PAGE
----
U.S. Stocks Decline as Investors Await GDP, Jobs Reports

U.S. stocks declined, following two days of gains that sent the Standard & Poor’s 500 Index to within five points of a record high, as investors awaited this week’s data on economic growth and employment.

Homebuilders slumped 1.8 percent as a group as JPMorgan Chase & Co. said D.R. Horton Inc.’s order growth may trail analysts’ expectations. Delphi Automotive Plc dropped 5.2 percent after narrowing its profit projection. Tenet (THC) Healthcare Corp. tumbled 8.8 percent as the hospital chain’s earnings forecast missed estimates. GT Advanced Technologies Inc. surged 21 percent after agreeing to supply equipment to Apple Inc.

The S&P 500 (SPX) fell 0.3 percent to 1,762.97 at 4 p.m. in New York. The Dow Jones Industrial Average lost 20.90 points, or 0.1 percent, to 15,618.22. About 6.2 billion shares changed hands on U.S. exchanges, 5 percent above the three-month average.

“The market is in a quandary right now,” Colleen Supran, a principal at San Francisco-based Bingham, Osborn & Scarborough, which manages about $3 billion, said in a phone interview. “For jobs, you’re just hoping you still see some steady traction, but it’s hard to predict, because a healthy jobs market might also mean that the Fed feels more comfortable with an earlier tapering date. It’ll be a little choppy.”

The S&P 500 climbed 0.4 percent yesterday, building on four straight weeks of gains that sent the index to a record 1,771.95 on Oct. 29, as Exxon Mobil Corp. and U.S. Steel Corp. led a rally among commodity shares. The benchmark gauge has surged 23.6 percent this year, poised for the best annual performance since 2003, as company earnings beat forecasts and the Federal Reserve maintained stimulus measures.

Economic Data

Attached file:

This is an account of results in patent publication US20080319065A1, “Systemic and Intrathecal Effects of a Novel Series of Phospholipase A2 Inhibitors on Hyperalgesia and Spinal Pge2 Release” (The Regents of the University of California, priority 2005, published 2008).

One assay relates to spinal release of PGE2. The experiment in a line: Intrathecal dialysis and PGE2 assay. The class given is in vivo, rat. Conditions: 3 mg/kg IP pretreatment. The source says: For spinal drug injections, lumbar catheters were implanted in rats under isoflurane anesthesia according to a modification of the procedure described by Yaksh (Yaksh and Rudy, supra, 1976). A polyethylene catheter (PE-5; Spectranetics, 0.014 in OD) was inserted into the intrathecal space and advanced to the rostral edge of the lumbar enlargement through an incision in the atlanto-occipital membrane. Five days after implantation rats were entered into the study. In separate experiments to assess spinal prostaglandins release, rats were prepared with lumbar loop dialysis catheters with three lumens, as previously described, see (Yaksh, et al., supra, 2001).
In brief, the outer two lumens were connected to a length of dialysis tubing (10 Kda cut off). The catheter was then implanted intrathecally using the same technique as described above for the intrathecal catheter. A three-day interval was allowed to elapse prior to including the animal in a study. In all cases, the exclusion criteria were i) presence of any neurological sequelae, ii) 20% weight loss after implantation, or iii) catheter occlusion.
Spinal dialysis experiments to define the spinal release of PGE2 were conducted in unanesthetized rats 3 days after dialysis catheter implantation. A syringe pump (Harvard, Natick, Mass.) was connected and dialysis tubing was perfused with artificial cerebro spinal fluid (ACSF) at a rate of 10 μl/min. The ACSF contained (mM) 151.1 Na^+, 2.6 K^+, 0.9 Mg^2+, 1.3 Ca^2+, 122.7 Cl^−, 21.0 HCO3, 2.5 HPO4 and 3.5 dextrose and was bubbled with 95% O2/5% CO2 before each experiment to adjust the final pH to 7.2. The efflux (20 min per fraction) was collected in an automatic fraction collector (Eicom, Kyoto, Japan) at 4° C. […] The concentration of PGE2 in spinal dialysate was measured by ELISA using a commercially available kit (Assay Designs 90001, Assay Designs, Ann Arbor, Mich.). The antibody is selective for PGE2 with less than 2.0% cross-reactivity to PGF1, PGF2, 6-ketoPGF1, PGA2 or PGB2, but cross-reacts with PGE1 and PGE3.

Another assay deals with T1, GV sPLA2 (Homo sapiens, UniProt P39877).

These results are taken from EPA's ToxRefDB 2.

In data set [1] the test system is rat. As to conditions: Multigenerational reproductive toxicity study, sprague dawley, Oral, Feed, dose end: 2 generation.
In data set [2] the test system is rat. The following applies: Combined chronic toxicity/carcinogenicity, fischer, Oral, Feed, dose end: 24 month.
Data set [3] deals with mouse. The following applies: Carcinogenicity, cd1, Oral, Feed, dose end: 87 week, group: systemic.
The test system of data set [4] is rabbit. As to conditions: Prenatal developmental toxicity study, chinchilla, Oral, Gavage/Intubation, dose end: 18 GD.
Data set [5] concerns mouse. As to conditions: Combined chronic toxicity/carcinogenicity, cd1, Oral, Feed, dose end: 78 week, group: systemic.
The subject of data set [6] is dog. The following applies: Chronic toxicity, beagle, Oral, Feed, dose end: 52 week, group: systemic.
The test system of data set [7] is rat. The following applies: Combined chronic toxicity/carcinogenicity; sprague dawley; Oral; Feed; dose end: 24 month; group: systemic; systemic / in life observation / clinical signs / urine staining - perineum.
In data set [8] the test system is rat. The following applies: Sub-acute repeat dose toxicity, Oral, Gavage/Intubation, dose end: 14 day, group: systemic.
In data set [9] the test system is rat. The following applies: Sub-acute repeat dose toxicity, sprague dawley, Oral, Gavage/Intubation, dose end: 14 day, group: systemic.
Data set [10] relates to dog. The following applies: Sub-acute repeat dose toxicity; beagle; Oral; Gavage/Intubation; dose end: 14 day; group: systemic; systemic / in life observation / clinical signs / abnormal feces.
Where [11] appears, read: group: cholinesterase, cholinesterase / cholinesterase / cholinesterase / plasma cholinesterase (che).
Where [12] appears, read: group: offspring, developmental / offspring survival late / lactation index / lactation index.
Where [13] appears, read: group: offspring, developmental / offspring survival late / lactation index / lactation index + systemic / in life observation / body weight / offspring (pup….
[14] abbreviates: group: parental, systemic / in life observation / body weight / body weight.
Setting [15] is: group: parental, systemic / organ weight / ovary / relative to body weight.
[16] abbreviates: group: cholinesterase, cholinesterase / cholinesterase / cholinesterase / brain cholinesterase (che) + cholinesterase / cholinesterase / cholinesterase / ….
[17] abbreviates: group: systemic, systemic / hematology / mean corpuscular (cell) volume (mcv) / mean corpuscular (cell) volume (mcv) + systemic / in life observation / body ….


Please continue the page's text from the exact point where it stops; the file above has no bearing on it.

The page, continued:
Investors are watching data to gauge the health of the U.S. economy after the central bank last week said it needs to see more evidence of sustained improvement before slowing the pace of its $85 billion monthly bond purchases. Economists in a Bloomberg survey project that tapering will begin in March, based on the median estimate.

The European Union cut its forecast for euro-area growth next year and raised its unemployment estimate as the economy struggled to regain momentum after a record-long recession. In the U.S., service industries unexpectedly accelerated in October, as the Institute for Supply Management’s U.S. non-manufacturing index rose to 55.4 from 54.4 the prior month.

Fed Bank of Richmond President Jeffrey Lacker said the U.S. economy will probably grow just 2 percent next year, with no new source of strength. The forecast is far below the 2.9 percent to 3.1 percent estimate among Federal Open Market Committee participants at a Sept. 17-18 meeting.

GDP Growth

Economists in a Bloomberg survey last week predicted a report will show the economy expanded 2 percent in the third quarter, down from 2.5 percent the previous quarter. The Commerce Department plans to release its initial estimate of third-quarter growth on Nov. 7.

A report the next day may show employers hired fewer workers in October. Payrolls rose by 125,000 workers last month after a 148,000 gain in September, Labor Department figures may show.

“A lot of people are nervous by how strong the market has been this year,” Patrick Kaser, a managing director and portfolio manager at Brandywine Global Investment Management in Philadelphia, said by phone. His firm oversees about $45 billion. “There is still skepticism about how the economy is really doing and whether these gains are from artificial factors, like the Fed, or from real strength in company results.”